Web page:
After Millman held serve to make it 2-1 in the second, Djokovic complained even more during a side change. You could see him motioning to his team asking for something to be brought to him.
— Andrew Jerell Jones (@sluggahjells) September 6, 2018
Those in Djokovic’s box were seen looking around as if they were trying to find whatever Nole was requesting. The chair umpire was even seen on the phone during that time.
The conditions at Arthur Ashe Stadium were so rough that Millman requested a break at 2-2 so he could change his clothes, which were soaked with sweat. Djokovic was only too happy to have a break. He spent it with his shirt off so he could cool down. He also received pills and a bottle from his team.
Novak Djokovic’s 13th major title was just a little more special for a very good reason.
Djokovic won his first major title in two years by beating Kevin Anderson in straight sets at Wimbledon on Sunday, and it also happened to be the first one that his oldest son Stefan has been old enough to at least comprehend.
Djokovic was quick to point out his three-year-old son in his post-match interview, as the youngster could only witness the trophy presentation due to the fact that Wimbledon doesn’t allow children under five to attend matches at Centre Court.
"For the first time in my life, I have someone screaming daddy, daddy!"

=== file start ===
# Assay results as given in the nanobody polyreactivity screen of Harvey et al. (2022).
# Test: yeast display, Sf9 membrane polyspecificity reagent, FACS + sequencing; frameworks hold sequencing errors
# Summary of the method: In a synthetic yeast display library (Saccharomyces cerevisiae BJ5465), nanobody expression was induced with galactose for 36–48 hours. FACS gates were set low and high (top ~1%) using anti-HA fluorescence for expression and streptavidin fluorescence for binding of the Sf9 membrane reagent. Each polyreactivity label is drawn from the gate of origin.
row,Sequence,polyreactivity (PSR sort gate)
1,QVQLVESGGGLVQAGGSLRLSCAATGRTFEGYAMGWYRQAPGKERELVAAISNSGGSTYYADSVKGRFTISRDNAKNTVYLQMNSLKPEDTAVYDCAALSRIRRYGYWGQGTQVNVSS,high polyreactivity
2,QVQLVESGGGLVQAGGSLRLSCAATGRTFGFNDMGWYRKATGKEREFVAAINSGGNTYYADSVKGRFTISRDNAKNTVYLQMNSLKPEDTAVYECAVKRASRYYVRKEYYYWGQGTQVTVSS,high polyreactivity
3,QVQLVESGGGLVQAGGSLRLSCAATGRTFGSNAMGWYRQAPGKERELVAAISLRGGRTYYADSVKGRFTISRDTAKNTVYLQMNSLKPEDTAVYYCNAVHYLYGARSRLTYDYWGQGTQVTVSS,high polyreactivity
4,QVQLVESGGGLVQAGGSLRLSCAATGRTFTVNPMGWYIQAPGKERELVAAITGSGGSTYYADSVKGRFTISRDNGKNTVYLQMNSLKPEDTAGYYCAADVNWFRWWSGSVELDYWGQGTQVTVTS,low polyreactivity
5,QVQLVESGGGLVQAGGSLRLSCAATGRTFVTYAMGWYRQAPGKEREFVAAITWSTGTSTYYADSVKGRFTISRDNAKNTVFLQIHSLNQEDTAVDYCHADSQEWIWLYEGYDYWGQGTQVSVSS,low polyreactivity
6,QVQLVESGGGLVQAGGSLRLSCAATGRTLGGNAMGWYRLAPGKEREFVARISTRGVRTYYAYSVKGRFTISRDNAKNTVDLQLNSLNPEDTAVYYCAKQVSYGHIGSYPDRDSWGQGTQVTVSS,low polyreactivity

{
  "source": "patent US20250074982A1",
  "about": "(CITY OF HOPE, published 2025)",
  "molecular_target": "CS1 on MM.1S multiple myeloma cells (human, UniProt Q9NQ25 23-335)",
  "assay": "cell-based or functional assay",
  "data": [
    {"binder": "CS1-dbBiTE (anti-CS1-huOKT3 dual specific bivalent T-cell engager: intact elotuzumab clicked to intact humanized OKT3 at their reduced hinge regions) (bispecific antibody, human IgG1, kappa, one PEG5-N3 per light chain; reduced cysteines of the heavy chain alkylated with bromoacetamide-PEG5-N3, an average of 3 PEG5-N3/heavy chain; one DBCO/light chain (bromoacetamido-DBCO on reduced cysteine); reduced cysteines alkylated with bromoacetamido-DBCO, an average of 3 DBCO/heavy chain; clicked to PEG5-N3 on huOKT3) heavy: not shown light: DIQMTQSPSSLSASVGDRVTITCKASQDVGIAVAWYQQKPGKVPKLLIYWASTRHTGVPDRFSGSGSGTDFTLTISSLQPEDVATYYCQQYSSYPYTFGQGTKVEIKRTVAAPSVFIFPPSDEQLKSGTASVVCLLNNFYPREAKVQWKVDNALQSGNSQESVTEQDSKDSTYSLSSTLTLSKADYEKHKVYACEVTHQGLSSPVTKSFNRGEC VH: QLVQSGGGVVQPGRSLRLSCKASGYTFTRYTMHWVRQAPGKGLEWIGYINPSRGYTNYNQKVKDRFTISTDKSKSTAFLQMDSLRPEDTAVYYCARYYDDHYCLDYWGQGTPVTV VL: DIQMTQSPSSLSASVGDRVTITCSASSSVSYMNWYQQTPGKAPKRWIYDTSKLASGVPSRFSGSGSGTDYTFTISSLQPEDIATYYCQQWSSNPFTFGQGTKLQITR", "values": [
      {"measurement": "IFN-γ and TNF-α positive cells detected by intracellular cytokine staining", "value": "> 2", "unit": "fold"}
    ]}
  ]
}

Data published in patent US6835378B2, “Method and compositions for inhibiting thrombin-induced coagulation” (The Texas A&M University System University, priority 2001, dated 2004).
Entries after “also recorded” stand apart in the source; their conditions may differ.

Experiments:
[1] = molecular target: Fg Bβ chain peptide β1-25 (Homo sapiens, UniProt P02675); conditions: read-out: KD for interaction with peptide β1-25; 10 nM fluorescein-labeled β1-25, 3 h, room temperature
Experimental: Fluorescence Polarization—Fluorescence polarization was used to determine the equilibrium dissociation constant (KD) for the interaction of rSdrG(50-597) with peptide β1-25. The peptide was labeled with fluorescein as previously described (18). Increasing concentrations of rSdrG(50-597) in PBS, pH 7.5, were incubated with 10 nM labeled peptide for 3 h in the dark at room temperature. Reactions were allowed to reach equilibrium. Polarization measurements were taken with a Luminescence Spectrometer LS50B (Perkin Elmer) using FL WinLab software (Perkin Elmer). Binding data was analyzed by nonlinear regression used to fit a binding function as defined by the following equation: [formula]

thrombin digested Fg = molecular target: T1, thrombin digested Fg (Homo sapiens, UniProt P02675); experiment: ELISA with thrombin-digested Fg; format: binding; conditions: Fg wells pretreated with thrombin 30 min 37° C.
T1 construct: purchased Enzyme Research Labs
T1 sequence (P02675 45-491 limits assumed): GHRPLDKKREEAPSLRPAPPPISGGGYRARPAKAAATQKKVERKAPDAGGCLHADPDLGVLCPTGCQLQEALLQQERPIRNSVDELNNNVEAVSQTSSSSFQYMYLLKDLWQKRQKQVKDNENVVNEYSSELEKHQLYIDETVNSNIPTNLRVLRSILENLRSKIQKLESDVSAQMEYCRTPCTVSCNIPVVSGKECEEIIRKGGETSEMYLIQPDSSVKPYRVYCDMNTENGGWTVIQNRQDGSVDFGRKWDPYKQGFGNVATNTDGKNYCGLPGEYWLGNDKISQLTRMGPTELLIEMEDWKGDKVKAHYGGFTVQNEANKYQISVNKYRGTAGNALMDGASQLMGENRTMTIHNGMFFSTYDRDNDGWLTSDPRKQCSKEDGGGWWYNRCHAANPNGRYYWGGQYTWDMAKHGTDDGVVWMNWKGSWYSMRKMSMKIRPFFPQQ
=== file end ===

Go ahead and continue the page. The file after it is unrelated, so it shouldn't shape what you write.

— Wimbledon (@Wimbledon) July 15, 2018
This will have been a particularly meaningful win for Djokovic. Beyond having his son there, it also capped a comeback from elbow issues that plagued him and threatened to permanently derail his career.
Novak Djokovic underwent what he termed was a “small medical intervention” on his troublesome elbow recently.
Djokovic has been bothered by his elbow for two years and took six months off last year to rest it, hoping that would resolve his issues. However, he still felt pain while competing in the Australian Open last month and decided to undergo some “intervention” as he termed it.
Here’s the message Djokovic shared on Instagram Friday explaining what happened:
Hey guys, I owe you some news about my recovery. I’ve been carrying this injury for the past two years, and during this time I’ve been seeing many doctors. Truth be told, there were many different opinions, different diagnoses, different suggestions… It was not easy for me to choose which way to go and what to do. I took 6 months off last season hoping to come back fully recovered, but unfortunately I still felt pain. I really missed competing, it’s in my blood and I had to give it a try on AO. Anyhow, I agreed with my team that I would try different methods after I finish in Australia and a few days ago I accepted to do a small medical intervention on my elbow. It seems like I am on the good road now to full recovery. It’s quite a journey this one, I have to say. I’m learning a lot and for that I’m grateful. I’ve always taken care of my body and looked for the most natural ways to heal, and my body has rewarded me with some incredible years on tour. I am super positive and excited to follow my recovery through so I can come back to the place I love the most. The court. I’ll keep you posted and thanks for cheering me on!